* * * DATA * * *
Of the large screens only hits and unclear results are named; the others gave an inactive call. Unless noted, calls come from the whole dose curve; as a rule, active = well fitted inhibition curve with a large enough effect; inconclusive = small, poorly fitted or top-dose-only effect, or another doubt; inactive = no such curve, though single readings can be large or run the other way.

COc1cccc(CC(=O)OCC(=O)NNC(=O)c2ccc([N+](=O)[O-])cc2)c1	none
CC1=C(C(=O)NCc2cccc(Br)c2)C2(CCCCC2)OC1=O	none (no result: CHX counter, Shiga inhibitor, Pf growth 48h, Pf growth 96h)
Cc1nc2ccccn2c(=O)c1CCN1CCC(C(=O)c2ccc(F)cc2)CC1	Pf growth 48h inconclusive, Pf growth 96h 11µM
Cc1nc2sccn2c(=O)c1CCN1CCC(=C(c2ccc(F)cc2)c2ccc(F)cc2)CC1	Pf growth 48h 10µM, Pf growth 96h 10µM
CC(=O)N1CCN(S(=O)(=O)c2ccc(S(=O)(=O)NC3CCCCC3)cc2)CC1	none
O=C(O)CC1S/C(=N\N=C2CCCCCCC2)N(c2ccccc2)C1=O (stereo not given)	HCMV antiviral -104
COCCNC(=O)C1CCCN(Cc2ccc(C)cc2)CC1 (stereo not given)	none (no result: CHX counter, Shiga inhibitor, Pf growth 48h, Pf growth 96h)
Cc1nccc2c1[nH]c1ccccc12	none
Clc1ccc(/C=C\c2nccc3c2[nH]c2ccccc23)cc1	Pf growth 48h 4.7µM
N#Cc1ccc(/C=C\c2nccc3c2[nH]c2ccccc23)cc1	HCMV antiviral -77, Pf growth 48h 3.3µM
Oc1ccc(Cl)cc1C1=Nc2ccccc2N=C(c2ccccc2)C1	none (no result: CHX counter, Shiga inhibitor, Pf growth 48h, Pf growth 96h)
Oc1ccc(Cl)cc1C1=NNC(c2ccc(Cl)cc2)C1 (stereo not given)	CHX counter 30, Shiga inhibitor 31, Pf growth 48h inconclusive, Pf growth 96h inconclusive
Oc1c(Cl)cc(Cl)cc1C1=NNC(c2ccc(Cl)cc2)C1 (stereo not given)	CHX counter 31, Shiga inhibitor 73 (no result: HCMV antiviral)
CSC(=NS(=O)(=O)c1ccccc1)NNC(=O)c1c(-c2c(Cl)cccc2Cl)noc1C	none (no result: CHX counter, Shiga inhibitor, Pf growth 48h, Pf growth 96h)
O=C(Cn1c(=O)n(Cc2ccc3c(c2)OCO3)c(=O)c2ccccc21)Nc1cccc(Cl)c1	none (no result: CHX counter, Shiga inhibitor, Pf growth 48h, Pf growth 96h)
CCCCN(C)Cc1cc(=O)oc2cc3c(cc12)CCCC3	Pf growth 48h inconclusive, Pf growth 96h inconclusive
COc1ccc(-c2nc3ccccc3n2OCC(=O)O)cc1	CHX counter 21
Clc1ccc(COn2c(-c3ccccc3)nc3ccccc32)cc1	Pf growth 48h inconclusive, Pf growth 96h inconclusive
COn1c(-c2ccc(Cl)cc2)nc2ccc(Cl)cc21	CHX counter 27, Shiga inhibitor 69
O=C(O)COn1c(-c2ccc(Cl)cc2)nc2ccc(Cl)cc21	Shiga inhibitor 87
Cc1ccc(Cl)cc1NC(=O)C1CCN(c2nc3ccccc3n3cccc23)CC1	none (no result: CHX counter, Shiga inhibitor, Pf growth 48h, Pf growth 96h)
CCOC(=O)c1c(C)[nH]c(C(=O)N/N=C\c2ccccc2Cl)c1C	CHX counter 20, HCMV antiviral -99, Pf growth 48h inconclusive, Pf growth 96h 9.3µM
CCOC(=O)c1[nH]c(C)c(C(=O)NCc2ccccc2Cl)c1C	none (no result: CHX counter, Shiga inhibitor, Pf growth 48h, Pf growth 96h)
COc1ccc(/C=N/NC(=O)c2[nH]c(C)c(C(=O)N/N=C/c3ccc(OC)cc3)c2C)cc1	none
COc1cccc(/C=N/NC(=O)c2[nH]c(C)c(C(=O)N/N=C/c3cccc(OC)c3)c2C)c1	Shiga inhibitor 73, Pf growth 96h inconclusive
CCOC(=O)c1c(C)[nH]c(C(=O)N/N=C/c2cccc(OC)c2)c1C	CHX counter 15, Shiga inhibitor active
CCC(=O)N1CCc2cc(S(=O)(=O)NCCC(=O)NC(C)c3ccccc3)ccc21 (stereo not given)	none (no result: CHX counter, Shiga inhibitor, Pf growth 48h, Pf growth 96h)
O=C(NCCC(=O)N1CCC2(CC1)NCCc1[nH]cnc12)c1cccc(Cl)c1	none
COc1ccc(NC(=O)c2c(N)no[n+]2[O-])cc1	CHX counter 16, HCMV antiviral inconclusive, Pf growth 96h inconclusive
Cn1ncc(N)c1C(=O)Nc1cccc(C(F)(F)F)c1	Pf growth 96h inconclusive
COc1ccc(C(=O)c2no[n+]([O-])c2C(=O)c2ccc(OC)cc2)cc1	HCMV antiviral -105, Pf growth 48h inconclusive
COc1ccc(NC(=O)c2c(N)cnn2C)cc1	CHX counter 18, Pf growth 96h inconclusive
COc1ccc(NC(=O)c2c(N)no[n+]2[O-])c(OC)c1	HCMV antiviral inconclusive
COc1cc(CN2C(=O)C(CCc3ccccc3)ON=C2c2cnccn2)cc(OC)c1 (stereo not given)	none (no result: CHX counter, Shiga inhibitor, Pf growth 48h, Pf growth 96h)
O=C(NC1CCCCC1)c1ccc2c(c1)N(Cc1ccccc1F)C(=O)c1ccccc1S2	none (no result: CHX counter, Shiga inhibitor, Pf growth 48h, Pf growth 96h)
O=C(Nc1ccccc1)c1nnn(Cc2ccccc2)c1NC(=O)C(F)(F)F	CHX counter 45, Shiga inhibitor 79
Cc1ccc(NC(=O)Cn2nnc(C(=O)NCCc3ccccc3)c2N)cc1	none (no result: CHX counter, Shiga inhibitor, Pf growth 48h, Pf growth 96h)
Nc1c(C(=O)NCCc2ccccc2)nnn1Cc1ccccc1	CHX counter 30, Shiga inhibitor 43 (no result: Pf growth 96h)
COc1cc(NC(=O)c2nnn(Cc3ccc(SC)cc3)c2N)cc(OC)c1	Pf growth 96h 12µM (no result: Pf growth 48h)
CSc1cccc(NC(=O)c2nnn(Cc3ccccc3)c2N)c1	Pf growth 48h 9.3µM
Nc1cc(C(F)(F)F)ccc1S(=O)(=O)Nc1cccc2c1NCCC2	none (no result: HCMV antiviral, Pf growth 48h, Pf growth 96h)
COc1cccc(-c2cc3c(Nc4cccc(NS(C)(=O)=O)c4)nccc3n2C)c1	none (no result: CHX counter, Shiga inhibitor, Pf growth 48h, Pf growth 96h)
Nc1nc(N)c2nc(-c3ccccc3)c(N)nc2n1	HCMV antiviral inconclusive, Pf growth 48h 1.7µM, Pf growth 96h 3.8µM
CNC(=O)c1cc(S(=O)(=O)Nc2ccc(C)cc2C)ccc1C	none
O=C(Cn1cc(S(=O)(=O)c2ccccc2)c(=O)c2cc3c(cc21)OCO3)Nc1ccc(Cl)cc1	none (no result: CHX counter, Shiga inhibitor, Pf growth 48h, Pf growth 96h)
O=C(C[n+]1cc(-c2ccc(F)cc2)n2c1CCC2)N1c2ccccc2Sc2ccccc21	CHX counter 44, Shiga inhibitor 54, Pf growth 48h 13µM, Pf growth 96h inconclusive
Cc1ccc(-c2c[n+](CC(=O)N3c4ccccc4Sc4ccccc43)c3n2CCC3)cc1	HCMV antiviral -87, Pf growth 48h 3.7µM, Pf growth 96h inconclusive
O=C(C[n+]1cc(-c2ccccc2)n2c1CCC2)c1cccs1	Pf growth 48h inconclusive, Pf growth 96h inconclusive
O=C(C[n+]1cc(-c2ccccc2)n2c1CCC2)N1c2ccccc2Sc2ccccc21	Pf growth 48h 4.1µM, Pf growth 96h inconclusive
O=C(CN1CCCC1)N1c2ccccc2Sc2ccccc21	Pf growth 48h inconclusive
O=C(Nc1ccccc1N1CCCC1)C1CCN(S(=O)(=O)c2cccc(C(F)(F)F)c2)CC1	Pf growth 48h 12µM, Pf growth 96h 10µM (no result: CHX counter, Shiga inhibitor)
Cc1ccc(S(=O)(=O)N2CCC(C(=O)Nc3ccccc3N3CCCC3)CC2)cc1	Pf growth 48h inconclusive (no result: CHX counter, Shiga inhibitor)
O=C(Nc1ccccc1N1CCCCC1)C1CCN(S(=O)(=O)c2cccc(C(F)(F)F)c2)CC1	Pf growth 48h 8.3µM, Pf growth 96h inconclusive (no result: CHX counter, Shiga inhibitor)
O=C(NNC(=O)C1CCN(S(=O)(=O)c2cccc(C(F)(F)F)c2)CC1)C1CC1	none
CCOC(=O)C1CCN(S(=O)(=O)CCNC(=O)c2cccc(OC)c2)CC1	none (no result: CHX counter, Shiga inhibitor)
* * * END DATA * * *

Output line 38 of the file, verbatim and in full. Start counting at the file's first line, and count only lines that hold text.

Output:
Cc1ccc(NC(=O)Cn2nnc(C(=O)NCCc3ccccc3)c2N)cc1	none (no result: CHX counter, Shiga inhibitor, Pf growth 48h, Pf growth 96h)